The festival extends throughout New York City with events at leading cultural institutions, including lectures, art exhibits, panel discussions and other performances that examine not just the unparalleled cultural innovations of the Venetian Republic, but also the scandalous, ribald and libertine history that the passage of time has rendered less familiar.
Carnegie Hall is proud that the music education and community programs of the Weill Music Institute (WMI) will now serve more people than ever before — nearly 600,000 participants during the coming season. Highlights include a renewed focus on expanding access to instrumental and orchestral instruction nationwide through NYO2 and PlayUSA, two initiatives that target communities underserved and underrepresented in classical music.
In summer 2016, the National Youth Orchestra of the United States of America (NYO-USA), featuring the country’s best young players ages 16–19, is led by conductor Christoph Eschenbach in a concert at Carnegie Hall that also features pianist Emanuel Ax, before NYO-USA embarks on a European tour with conductor Valery Gergiev and pianist Denis Matsuev.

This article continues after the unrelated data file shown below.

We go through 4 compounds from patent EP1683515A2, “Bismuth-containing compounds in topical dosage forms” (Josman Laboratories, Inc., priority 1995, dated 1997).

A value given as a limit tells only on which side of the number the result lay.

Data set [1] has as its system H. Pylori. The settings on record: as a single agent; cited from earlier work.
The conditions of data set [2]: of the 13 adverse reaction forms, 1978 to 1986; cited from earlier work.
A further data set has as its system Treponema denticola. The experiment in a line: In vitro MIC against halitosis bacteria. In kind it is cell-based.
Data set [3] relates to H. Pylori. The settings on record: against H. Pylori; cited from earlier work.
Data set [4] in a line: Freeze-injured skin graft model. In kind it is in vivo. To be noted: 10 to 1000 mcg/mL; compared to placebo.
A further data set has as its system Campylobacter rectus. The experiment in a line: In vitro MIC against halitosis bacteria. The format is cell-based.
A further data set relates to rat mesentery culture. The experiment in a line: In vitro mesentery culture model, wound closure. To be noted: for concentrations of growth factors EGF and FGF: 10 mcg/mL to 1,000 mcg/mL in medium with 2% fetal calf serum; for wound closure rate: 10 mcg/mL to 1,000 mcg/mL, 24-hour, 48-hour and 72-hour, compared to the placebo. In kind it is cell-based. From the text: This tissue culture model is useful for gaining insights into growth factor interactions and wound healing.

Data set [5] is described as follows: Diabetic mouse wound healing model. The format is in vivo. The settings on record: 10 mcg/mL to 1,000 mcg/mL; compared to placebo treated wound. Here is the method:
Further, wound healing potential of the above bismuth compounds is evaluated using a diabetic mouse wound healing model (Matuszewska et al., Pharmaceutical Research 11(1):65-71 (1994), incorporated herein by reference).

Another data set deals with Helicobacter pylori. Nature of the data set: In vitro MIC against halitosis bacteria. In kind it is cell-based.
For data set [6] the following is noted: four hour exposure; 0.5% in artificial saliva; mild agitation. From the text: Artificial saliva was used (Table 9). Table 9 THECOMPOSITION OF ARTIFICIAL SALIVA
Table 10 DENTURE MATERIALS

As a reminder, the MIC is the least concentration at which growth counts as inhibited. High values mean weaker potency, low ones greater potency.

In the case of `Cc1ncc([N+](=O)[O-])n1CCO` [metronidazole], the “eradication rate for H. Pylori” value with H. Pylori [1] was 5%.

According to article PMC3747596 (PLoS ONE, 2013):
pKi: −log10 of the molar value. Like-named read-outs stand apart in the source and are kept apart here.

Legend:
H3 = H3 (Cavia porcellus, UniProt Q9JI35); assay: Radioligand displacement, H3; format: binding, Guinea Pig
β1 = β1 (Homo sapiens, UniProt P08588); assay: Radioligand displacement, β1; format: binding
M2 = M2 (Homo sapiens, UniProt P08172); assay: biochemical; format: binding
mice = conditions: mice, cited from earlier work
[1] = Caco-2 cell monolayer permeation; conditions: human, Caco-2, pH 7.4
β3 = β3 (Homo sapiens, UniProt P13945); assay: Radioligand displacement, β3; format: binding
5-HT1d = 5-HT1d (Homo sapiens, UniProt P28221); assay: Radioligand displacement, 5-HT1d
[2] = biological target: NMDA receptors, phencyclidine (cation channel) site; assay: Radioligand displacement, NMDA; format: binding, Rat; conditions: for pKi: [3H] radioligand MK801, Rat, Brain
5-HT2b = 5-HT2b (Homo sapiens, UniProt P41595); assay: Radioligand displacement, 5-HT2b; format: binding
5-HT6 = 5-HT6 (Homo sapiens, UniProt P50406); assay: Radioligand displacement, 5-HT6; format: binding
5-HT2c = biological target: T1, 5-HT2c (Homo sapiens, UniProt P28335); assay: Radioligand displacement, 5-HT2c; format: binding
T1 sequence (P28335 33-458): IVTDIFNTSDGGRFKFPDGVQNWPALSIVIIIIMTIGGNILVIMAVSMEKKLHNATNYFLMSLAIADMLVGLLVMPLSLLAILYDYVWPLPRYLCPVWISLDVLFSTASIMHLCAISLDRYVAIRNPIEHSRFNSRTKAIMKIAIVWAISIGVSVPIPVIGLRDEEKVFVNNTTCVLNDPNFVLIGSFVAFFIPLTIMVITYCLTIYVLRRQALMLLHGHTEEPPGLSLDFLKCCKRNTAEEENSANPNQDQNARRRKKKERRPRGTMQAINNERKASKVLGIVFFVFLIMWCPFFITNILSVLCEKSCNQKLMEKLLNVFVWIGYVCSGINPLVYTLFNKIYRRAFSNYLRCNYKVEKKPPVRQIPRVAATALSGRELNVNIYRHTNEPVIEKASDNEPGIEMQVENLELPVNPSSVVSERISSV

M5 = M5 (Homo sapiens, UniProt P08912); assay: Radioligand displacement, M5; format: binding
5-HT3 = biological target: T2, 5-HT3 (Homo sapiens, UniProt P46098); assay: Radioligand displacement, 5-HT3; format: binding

Link Up, a WMI program for grades 3–5 offered for free to more than 90 orchestras nationally and in selected international locations, continues to grow, adding a fourth curriculum, The Orchestra Swings, and Musical Explorers, for grades K–2, continues to serve students across the country. WMI’s Summer Music Educators Workshop brings teachers from across the nation together to share best practices and cultivate a strong community of music educators. Among WMI’s acclaimed master classes and workshops for young musicians, Joyce DiDonato, Marilyn Horne, Dame Felicity Lott, Margo Garrett, The Tallis Scholars and Jonathan Biss lead sessions in the 2016–2017 season.
Photo: ©Jeff Goldberg/Esto
Nation to Nation: Treaties Between the United States and American Indian Nations